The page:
When I returned to the US this past March, it was in some parts consciously to visit friends and family, in a kind of “last hurrah” –  to see, perhaps for a last time, those people still living, who were my friends in life.  I’ve seen a few already and hope to see them again – Linn and Marilyn and Peter in Chicago, Bruce in Minneapolis, Marshall in Butte, Terri in Livingston, Swain and Kristi in Missoula, and just today, Ron and Mary Lou here in Portland.  And as I anticipate traveling a lot in the US in the coming year, I expect and hope to see them all again.  We – all more or less in the same time-wise peer bracket – are aware, whether said or unsaid, that any visit could be the last.  As time brings its curtain over us, I think for those of us for whom the Fates accorded us the space, we’ve become closer, more forgiving and understanding of each other.  And in a manner not accounted for in the casual “love you”-speak which affects us casually, we have learned, in a very real sense, where love animates our relations, and, however obscure and difficult to pin down in a clinical sense, how much we have meant to one another.

As a person habitually transient, living in places scattered across the globe, for periods of a year here, 3 or 5 there, I have very consciously kept in touch with those people in my life who in that ineffable manner which over the years shows itself, left a deep implant.  I know well enough that probably, in most cases, had I not kept the lines open, dropped by this decade or that, that these thin threads would have been lost.  Such is the life which I chose or was given.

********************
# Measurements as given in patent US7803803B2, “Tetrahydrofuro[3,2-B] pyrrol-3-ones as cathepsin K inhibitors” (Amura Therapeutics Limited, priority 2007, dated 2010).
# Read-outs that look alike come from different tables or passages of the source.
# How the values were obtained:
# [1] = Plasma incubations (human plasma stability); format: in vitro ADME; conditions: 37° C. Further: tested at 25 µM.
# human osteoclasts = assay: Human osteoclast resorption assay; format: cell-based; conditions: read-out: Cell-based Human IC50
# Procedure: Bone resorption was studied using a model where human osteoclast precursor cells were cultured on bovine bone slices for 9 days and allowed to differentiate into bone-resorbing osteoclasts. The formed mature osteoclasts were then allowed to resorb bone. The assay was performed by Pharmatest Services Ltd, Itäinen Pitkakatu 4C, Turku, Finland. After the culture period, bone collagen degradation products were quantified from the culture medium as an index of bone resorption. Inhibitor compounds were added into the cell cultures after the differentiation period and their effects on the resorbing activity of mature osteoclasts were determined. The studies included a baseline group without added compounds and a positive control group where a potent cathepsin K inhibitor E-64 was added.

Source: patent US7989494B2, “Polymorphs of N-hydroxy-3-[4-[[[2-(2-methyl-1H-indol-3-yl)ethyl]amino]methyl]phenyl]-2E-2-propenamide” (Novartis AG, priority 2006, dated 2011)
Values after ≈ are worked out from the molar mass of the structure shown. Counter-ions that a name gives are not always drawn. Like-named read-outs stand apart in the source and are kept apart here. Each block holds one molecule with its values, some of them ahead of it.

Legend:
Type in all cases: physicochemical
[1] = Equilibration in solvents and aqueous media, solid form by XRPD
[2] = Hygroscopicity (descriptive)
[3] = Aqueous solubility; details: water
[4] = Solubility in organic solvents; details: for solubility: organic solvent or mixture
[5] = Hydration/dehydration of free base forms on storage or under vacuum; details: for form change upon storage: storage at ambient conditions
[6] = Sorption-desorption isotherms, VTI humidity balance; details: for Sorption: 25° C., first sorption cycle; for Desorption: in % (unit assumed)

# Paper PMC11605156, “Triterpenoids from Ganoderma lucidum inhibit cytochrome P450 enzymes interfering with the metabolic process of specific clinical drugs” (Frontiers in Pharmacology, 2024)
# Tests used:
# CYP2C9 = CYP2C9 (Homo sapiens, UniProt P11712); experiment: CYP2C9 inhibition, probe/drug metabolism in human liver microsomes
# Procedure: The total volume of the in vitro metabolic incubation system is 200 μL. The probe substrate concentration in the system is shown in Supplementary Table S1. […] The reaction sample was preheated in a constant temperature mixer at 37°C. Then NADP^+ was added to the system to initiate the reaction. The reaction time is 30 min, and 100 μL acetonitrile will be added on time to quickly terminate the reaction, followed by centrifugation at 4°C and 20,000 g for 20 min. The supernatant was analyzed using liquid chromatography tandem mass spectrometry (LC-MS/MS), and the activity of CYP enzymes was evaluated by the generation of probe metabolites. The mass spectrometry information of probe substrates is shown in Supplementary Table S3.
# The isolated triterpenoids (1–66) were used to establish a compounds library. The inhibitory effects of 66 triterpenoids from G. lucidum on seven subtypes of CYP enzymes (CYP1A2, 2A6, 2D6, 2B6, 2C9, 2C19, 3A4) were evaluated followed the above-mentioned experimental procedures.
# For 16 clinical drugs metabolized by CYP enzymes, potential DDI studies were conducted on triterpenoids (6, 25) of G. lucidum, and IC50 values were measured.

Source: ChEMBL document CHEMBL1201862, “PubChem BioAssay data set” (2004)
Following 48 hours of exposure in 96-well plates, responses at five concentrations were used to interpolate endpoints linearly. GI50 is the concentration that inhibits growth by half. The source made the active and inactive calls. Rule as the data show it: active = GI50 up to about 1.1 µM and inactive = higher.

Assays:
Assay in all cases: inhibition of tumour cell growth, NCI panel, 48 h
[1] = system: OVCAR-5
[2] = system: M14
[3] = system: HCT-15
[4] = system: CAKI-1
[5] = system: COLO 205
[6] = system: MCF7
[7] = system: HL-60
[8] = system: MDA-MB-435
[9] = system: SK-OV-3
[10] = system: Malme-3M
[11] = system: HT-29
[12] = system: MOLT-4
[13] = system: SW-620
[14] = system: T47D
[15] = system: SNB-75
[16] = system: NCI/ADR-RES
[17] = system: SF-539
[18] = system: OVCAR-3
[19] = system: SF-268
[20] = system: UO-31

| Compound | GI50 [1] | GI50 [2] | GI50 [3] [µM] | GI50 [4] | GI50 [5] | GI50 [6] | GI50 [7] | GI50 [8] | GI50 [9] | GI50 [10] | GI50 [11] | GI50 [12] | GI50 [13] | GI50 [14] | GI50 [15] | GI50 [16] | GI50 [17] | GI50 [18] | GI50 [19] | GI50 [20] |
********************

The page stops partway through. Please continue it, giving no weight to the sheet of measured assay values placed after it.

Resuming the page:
And, as life is capricious, and neither announces its beginning or end to us, to all those whose lives have crossed mine, in ways deep, however inarticulately we were able to express it, should my life end tomorrow, or yours, here’s thanks for having known and shared our brief time on this planet we are so busy violating.  I am a hard-core atheist and we won’t be meeting anywhere “else” some other time, so it is best to say it while here.  Love to you each, and I am glad our paths crossed on this brief journey.

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MoonPhases

Kurt, la famiglia Rebosio, Laya, Bill, Errol, Linn, Peter, Dennis, Marilyn, Susannah, Ron and Mary Lou, Elayne and Erinn, Barbara, Swain,  Robina, Bob, Roger, Tom, Marshall, Roxanne, Alicia and Morrie, Rick and Julie, Martin, Claudia, Alenka, Jon, Dan, Terri, Hal, Jolly and Bob, Michael, Jane, Steve, Kate, Lynda, Eugenia, Edoardo, Anna, Erling, Nancy and Howard, Hilary and Stuart, Clara, and Brad and Miki and children, and Joel, Rui, Jean, Steve and Todd, Jane and Mark, Marcella, and many others known briefly in passing or lost to memory.  And then there are a few people I suppose I’d prefer not to have met, left out knowingly.      

sun-3

In 3.5 billion years, our Sun will have boiled away all the water on earth, some billions of years after life became impossible on this planet. In 6 billion years it will become a red giant, and then collapse.  8 billion years from now it will be “dead,” an Earth sized diamond with the mass of a star. This is a white dwarf, and it will still be hot enough to shine with thermal radiation. But it will no longer generate solar fusion, and so it will slowly cool down until it becomes the same temperature as the rest of the Universe; just a few degrees above absolute zero. This will take about a trillion years to happen.  The Sun’s death will be complete.